Shop 'Til You Drop? Why Black Friday Started Earlier Than Ever This Year
Black Friday isn’t quite what it used to be. More stores are trying to get the jump on others by opening not only on Thanksgiving, but earlier and earlier on Thanksgiving.
This year, there may have been even more incentive to open early. That’s because there’s less time than usual before it’s time to start the pre-Christmas sales.
You might have heard that a quirk of the calendars had Thanksgiving and the start of Hanukkah on the same day this year. That once-in-several-lifetimes coincidence is a combination of a couple of things: an early Hanukkah and a Turkey Day that was as late in the calendar as it could be.
That late Thanksgiving led to a late Black Friday – and that worries retailers.
“The whole shopping season is almost a week shorter than it was last year," says Ben Bentzin. He's a marketing lecturer at the University of Texas at Austin’s McCombs School of Business.
Bentzin thinks stores are doing what they can to make the most of the weeks they have between now and Christmas.
“Thanksgiving is late this year and I’m certain that that probably is part of the calculus for the merchandisers and they’re also probably looking at previous years’ sales and seeing what merchandise moved the most," he says.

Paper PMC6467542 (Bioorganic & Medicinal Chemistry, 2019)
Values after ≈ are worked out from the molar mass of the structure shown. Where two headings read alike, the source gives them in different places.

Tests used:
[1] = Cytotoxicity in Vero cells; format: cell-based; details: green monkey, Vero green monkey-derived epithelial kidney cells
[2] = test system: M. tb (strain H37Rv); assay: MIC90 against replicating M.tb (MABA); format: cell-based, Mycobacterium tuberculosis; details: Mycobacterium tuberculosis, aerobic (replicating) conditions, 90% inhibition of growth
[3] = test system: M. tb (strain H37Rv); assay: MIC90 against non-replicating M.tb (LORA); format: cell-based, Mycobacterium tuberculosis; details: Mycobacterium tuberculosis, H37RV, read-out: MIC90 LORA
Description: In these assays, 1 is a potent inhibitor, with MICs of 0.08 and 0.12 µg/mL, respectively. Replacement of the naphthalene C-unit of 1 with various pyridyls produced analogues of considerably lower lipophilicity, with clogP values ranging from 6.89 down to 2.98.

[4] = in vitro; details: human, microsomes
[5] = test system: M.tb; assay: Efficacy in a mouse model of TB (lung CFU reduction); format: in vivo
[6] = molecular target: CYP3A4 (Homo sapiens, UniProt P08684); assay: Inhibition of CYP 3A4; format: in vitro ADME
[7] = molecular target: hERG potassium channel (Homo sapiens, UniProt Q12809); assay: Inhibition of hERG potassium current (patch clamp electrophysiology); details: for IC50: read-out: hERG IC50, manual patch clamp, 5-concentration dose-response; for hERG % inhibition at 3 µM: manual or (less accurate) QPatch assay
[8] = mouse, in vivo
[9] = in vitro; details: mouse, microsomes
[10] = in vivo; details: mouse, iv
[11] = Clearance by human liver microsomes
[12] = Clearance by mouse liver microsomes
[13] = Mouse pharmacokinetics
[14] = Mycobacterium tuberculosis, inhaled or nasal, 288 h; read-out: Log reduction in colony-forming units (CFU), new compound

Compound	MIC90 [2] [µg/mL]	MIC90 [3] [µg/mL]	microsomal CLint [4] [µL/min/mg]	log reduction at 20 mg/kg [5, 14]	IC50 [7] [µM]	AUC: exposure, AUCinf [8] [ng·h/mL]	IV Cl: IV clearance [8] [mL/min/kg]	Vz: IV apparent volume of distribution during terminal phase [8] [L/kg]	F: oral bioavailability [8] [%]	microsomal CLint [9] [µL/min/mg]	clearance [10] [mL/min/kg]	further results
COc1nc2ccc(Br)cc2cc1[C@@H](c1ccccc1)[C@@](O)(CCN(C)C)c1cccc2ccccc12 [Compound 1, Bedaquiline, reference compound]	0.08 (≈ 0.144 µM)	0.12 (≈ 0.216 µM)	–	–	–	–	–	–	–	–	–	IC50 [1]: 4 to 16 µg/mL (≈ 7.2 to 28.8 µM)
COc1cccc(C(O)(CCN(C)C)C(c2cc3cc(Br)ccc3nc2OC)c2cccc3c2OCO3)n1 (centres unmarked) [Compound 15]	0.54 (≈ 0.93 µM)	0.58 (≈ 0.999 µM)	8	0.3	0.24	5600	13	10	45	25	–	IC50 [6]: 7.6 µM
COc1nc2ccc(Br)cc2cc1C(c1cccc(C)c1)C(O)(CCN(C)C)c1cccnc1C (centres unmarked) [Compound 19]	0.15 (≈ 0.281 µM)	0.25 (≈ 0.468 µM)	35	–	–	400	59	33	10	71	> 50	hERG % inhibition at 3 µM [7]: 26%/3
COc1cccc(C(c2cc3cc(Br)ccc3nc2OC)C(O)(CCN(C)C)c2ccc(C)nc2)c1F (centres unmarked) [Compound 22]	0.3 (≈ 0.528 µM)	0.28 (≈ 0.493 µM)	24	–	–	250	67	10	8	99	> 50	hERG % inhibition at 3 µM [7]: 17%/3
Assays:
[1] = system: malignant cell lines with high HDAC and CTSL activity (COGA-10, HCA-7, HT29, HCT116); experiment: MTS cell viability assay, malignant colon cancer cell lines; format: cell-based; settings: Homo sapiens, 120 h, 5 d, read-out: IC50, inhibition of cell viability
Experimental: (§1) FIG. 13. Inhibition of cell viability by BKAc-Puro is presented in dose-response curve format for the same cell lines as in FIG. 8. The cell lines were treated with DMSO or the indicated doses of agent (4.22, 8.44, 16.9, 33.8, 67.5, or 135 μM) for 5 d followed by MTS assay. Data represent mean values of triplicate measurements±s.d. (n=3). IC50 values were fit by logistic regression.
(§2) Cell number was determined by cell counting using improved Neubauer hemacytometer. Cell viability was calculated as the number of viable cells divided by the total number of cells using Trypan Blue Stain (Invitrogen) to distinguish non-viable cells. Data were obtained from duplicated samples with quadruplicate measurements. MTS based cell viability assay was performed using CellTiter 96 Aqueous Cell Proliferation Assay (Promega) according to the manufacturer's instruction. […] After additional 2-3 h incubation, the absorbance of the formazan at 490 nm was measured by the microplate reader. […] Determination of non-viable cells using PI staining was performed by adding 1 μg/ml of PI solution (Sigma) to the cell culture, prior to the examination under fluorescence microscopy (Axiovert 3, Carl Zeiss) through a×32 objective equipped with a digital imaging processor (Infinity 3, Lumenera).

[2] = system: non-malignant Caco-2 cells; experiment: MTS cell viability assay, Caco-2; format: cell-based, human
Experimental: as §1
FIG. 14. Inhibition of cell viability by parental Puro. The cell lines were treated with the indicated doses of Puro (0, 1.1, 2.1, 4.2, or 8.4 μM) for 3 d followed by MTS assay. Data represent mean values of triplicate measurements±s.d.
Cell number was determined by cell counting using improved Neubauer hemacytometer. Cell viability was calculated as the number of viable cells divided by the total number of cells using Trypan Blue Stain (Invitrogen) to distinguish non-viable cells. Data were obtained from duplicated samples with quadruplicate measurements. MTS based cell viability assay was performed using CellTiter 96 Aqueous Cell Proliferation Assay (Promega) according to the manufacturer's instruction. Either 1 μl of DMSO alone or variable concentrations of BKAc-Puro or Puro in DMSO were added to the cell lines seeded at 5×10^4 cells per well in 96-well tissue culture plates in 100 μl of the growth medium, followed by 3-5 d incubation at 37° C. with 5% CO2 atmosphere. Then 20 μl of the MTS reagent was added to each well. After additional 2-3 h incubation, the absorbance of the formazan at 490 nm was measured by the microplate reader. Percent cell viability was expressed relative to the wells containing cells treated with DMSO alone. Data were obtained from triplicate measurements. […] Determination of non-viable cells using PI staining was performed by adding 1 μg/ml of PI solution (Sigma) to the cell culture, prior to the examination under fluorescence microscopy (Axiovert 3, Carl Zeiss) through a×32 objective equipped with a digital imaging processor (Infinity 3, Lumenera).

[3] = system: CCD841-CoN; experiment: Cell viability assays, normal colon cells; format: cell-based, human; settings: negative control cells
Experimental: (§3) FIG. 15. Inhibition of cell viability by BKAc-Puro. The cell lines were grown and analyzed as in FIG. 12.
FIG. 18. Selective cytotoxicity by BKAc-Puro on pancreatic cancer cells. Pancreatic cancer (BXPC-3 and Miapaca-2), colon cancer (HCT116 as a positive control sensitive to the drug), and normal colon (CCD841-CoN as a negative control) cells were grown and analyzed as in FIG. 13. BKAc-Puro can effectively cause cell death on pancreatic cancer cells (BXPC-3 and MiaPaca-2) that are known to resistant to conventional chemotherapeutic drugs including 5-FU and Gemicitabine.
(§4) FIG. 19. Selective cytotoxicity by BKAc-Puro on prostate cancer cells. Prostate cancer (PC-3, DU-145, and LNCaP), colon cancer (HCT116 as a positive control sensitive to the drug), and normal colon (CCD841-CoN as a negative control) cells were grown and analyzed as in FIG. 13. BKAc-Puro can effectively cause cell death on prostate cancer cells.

Bentzin suggests that this year’s late Black Friday also affected what stores stocked – and where – in the weeks leading to the peak of the season.
“Retailers, particularly in the run-up to the holiday season, are going to jealously guard every foot of shelf space and they’re thinking not only about what is the profit that they can earn from the merchandise that’s on that shelf, but also the profit that could be earned by merchandise that might be put there instead," Bentzin says.
Less than four weeks until Christmas, it’s likely one of the reasons that more stores started their Black Friday sales last night if not very early this morning.